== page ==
USCI seeks to achieve its investment objective by investing in Futures Contracts and Other Commodity-Related Investments such that daily changes in its per unit NAV closely track the daily changes in the price of the Commodity Index. USCI's positions in Commodity Interests are rebalanced on a monthly basis in order to track the changing nature of the Commodity Index. If Futures Contracts relating to a particular commodity remain in the Commodity Index from one month to the next, such Futures Contracts are rebalanced to the 7.14% target weight. Specifically, on a specified day near the end of each month (the "Selection Date"), it will be determined if a current Benchmark Component Futures Contract will be replaced by a new Futures Contract in either the same or different underlying commodity as a Benchmark Component Futures Contract for the following month, in which case USCI's investments would have to be changed accordingly. In order that USCI's trading does not unduly cause extraordinary market movements, and to make it more difficult for third parties to profit by trading based on market movements that could be expected from changes in the Benchmark Component Futures Contracts, USCI's investments typically are not rebalanced entirely on a single day, but rather typically rebalanced over a period of four days. After fulfilling the margin and collateral requirements with respect to its Commodity Interests, USCF invests the remainder of USCI's proceeds from the sale of units in short-term obligations of the United States government ("Treasuries") or cash equivalents, and/or merely hold such assets in cash (generally in interest-bearing accounts).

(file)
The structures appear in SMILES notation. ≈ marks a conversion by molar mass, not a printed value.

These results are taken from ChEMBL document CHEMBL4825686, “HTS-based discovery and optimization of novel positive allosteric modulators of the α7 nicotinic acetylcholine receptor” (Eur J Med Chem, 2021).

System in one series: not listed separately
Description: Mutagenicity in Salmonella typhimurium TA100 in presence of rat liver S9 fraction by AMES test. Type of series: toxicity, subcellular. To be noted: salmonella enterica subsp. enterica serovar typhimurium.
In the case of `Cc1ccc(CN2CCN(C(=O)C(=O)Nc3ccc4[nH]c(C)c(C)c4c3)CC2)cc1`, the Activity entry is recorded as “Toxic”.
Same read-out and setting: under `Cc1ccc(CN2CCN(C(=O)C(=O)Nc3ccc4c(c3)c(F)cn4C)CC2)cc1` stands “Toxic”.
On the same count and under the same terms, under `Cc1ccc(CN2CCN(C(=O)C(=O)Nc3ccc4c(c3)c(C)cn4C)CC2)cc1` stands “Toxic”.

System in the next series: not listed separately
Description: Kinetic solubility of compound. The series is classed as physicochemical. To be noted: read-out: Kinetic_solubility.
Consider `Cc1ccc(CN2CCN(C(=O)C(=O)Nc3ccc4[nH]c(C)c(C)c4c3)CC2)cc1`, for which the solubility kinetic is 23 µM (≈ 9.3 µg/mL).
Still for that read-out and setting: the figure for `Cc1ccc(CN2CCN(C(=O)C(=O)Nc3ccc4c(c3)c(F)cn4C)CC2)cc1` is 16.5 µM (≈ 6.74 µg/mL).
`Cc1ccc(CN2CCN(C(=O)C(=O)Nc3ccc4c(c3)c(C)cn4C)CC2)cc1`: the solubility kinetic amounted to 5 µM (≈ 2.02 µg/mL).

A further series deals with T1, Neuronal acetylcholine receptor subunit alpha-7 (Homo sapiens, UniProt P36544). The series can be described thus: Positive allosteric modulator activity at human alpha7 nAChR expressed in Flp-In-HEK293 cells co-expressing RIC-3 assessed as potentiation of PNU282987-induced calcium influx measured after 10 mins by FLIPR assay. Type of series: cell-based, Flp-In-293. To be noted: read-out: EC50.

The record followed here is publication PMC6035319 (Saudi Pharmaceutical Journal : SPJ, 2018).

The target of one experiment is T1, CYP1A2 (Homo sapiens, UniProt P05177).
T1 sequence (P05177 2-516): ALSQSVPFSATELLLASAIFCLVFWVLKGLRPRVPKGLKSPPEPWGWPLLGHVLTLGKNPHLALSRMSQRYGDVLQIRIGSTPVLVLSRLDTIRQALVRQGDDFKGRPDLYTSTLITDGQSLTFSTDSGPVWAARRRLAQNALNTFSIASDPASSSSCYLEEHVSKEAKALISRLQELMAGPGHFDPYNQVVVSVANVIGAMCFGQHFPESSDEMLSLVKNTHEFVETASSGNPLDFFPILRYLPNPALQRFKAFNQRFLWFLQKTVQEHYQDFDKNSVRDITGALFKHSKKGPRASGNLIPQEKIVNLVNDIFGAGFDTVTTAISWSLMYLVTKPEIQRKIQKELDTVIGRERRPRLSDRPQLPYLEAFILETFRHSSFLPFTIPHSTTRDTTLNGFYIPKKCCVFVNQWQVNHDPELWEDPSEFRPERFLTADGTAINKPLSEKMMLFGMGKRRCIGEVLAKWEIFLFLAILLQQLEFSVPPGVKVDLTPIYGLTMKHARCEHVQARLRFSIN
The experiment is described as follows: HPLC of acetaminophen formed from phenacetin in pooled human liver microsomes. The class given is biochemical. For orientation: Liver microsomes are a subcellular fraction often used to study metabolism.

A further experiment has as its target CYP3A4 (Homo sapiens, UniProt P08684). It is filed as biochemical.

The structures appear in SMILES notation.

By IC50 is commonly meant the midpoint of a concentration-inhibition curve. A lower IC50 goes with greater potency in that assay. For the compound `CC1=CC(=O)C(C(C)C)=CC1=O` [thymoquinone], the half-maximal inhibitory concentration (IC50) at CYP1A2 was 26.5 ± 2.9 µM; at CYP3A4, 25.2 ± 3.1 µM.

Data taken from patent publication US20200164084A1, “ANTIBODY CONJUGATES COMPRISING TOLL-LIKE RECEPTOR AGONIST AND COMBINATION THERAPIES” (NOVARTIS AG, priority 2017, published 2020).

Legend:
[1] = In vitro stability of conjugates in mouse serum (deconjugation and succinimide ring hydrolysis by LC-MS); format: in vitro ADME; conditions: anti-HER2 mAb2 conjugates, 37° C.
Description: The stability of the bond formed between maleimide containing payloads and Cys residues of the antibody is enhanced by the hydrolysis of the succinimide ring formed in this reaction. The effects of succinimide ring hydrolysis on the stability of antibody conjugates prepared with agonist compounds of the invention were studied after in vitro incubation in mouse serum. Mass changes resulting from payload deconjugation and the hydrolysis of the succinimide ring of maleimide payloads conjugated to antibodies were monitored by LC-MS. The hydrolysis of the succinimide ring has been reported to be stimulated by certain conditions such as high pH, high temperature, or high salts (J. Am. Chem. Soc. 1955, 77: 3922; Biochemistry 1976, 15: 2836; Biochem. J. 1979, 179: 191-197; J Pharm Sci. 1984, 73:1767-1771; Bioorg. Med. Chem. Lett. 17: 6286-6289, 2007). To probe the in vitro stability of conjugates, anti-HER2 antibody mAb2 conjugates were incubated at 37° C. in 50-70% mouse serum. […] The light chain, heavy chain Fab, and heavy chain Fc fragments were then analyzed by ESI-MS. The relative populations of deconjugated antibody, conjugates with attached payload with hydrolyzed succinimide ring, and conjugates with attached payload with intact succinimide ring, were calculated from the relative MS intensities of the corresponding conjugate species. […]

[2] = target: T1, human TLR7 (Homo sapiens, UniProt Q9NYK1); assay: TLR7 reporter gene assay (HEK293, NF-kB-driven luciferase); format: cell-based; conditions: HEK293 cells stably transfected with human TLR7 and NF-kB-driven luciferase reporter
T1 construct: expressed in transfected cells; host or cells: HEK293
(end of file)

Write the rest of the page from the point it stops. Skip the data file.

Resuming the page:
United States Copper Index Fund

CPER invests in Futures Contracts for commodities that are traded on the COMEX and, to a lesser extent, in order to comply with regulatory requirements or in view of market conditions, Other Copper-Related Investments (as defined below). Market conditions that USCF currently anticipates could cause CPER to invest in Other Copper-Related Investments would be those allowing CPER to obtain greater liquidity or to execute transactions with more favorable pricing.

The investment objective of CPER is for the daily changes in percentage terms of its units' per unit NAV to reflect the daily changes in percentage terms of the SummerHaven Copper Index Total ReturnSM (the "Copper Index"), less CPER's expenses. USCF does not intend to operate CPER in a fashion such that its per unit NAV will equal, in dollar terms, the spot prices of the commodities underlying the Benchmark Component Copper Futures Contracts (as defined below) that comprise the Copper Index or the prices of any particular group of Futures Contracts. The Copper Index is designed to reflect the performance of the investment returns form a portfolio of copper futures contracts. The Copper Index is owned and maintained by SummerHaven Indexing and calculated and published by the NYSE Arca. The Copper Index is comprised of either two or three Eligible Copper Futures Contracts that are selected on a monthly basis based on quantitative formulas relating to the prices of the Eligible Copper Futures Contracts developed by SummerHaven Indexing. The Eligible Copper Futures Contracts that at any given time make up the Copper Index are referred to herein as "Benchmark Component Copper Futures Contracts."